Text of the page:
Stiemsma embodies underdog Timberwolves

MINNEAPOLIS – In the final seconds of Wednesday’s game, Greg Stiemsma lunged toward the basket, all 260 pounds of him, just in time to block E’Twaun Moore’s layup. It was a desperate, last-ditch block, not thundering, hardly powerful, but it did the trick.

No, I won’t let you within 15, it said, at least not on this possession. No matter how tired I might be. No matter how close to over this game is right now.

And so Stiemsma blocked the shot and then lost all momentum. There were 31 irrelevant seconds remaining in the game, which the Timberwolves would go on to win, 90-75, and the backup center mistakenly believed there were far fewer. He paused before realizing that his teammates had shifted to offense, and he used his last energy to join them, trudging back down the court.

It was his “home run trot,” he said, and he earned every last trudge of it. On Wednesday, the Greg Stiemsma phenomenon went from nascent to very, very real.

“He’s no secret weapon right now,” Andrei Kirilenko said. “Everybody knows him.”

It took 12 points. It took two blocked shots, the first far more vigorous than the second, and five rebounds. It took 6-for-7 shooting, relentless defending and clutch scoring. All of that, and Stiemsma is the newest success story on this underdog team.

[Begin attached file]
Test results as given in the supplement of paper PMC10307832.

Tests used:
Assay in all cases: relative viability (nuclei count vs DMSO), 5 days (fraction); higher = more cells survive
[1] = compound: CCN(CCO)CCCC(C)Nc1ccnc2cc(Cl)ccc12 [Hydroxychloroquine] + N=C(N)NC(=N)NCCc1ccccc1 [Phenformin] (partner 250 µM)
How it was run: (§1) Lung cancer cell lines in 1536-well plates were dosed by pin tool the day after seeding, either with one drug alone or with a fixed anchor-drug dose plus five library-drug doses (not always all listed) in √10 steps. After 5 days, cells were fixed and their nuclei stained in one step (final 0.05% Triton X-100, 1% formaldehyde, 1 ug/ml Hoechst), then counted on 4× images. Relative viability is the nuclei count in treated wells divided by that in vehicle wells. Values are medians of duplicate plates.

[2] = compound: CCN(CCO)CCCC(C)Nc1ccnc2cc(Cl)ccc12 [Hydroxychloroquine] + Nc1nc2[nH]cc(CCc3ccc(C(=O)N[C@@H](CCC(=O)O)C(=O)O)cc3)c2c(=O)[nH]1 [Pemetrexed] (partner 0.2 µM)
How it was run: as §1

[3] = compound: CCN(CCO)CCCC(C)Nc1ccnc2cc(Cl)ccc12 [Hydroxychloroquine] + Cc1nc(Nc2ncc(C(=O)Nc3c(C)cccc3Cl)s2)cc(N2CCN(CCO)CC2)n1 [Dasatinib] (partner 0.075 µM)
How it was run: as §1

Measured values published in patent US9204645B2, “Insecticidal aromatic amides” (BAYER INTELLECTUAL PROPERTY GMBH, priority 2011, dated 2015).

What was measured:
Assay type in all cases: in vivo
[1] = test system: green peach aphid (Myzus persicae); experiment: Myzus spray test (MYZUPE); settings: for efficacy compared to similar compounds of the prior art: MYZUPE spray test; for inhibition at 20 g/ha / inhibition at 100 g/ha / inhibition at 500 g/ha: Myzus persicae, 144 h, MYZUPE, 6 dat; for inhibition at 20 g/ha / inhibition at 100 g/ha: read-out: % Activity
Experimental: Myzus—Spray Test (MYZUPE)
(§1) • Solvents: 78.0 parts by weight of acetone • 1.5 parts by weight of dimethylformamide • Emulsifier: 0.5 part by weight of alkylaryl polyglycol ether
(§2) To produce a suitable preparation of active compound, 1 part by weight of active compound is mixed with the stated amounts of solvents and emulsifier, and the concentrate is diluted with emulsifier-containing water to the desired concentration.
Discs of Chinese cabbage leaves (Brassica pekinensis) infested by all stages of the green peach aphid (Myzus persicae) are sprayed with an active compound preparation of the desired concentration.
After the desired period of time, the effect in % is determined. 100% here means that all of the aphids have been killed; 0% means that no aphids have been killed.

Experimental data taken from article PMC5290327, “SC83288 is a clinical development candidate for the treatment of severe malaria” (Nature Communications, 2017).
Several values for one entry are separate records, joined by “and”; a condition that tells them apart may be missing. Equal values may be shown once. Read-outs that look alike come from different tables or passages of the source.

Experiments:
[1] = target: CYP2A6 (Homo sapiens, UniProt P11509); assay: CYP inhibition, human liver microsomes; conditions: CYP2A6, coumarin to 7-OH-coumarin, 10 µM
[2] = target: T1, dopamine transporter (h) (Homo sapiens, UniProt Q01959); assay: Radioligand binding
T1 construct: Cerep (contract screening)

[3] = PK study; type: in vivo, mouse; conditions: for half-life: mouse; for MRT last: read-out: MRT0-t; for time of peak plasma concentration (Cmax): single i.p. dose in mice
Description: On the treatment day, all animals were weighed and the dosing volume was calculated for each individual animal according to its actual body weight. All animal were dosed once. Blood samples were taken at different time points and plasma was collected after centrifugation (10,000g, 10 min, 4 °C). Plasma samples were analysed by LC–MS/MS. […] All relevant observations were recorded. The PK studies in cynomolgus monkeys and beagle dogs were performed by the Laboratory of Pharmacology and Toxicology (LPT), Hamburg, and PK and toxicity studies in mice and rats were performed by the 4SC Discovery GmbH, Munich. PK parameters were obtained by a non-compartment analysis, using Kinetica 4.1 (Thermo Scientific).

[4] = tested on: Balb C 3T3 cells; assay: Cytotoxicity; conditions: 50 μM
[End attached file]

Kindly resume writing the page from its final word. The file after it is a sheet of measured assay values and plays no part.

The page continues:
Despite the injuries, despite the history, despite everything, the Timberwolves are 3-1. It’s their best start since 2001, and it could be the beginning of the resurgence that’s been a year in the making. Moreover, perceptions of what this shorthanded team can accomplish are shifting. A week ago, the goal was to tread water, and now there’s cautious talk about stockpiling wins before Ricky Rubio and Kevin Love return.

With or without those injuries, though, Stiemsma was set to play a somewhat prominent role going into the season. He was slated upon signing to be Nikola Pekovic’s backup, but so far, he’s provided nearly as many big moments as the burly Montenegrin.

Lauding Stiemsma’s performance on Wednesday is best done with some perspective. For some players, 12 points would be nothing, the work of a half or even a particularly strong quarter. But for Stiemsma, 12 points is one short of his career high. He’s only ever logged double-digit points four times, and his seven shots were the second-most he’s ever taken. And not only were his shots accurate on Wednesday, but they were also timely; he scored eight of his 12 points in a 74-second period at the end of the third and beginning of the fourth quarter, when the Timberwolves pulled away from the Magic once and for all.

“I knew he could shoot it, but… he’s skilled,” Timberwolves coach Rick Adelman said. “He’s really skilled. He’s smart. He goes to the places he knows to go to.”

Obviously, though, Stiemsma has never been an offensive weapon. He’s known more for blocked shots and defensive rebounds, but given his role on these Timberwolves, he’s showing a new element to his game. Just don’t think he’s going to shift his focus.

“If I can be knocking down a couple of shots, that’s obviously going to help us out,” Stiemsma said. “Still, our main focus is going to be defense.”

Last Friday, when asked whether he’d ever been the center of such media attention, he admitted that in Boston, there was plenty for a time. But on Monday, the Stiemsma media posse record had to have been set. He was the postgame TV guest as his teammates left the court, and by the time he was released to the locker room, fans had congregated around the tunnel. They clapped and cheered, from the sides, from above, yelling his name or some clever variation of it.